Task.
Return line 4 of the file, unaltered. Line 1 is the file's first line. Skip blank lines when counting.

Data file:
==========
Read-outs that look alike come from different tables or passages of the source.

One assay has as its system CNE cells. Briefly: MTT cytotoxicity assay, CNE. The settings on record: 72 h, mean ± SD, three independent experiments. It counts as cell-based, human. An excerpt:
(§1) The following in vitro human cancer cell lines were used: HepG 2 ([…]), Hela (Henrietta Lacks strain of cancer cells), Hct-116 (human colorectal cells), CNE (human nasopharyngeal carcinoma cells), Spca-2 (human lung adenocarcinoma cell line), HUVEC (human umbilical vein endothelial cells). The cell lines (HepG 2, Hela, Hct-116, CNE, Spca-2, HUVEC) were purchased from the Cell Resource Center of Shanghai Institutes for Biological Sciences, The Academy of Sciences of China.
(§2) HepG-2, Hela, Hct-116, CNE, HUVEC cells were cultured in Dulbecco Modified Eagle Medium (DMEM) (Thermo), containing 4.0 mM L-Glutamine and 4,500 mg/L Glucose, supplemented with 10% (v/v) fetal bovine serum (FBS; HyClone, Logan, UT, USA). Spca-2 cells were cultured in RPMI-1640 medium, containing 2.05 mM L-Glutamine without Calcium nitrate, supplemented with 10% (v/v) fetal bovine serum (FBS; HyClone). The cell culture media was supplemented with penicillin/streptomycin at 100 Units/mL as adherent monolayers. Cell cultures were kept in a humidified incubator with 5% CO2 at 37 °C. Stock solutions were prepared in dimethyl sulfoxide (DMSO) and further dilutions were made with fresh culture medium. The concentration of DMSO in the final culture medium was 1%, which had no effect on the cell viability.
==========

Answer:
(§2) HepG-2, Hela, Hct-116, CNE, HUVEC cells were cultured in Dulbecco Modified Eagle Medium (DMEM) (Thermo), containing 4.0 mM L-Glutamine and 4,500 mg/L Glucose, supplemented with 10% (v/v) fetal bovine serum (FBS; HyClone, Logan, UT, USA). Spca-2 cells were cultured in RPMI-1640 medium, containing 2.05 mM L-Glutamine without Calcium nitrate, supplemented with 10% (v/v) fetal bovine serum (FBS; HyClone). The cell culture media was supplemented with penicillin/streptomycin at 100 Units/mL as adherent monolayers. Cell cultures were kept in a humidified incubator with 5% CO2 at 37 °C. Stock solutions were prepared in dimethyl sulfoxide (DMSO) and further dilutions were made with fresh culture medium. The concentration of DMSO in the final culture medium was 1%, which had no effect on the cell viability.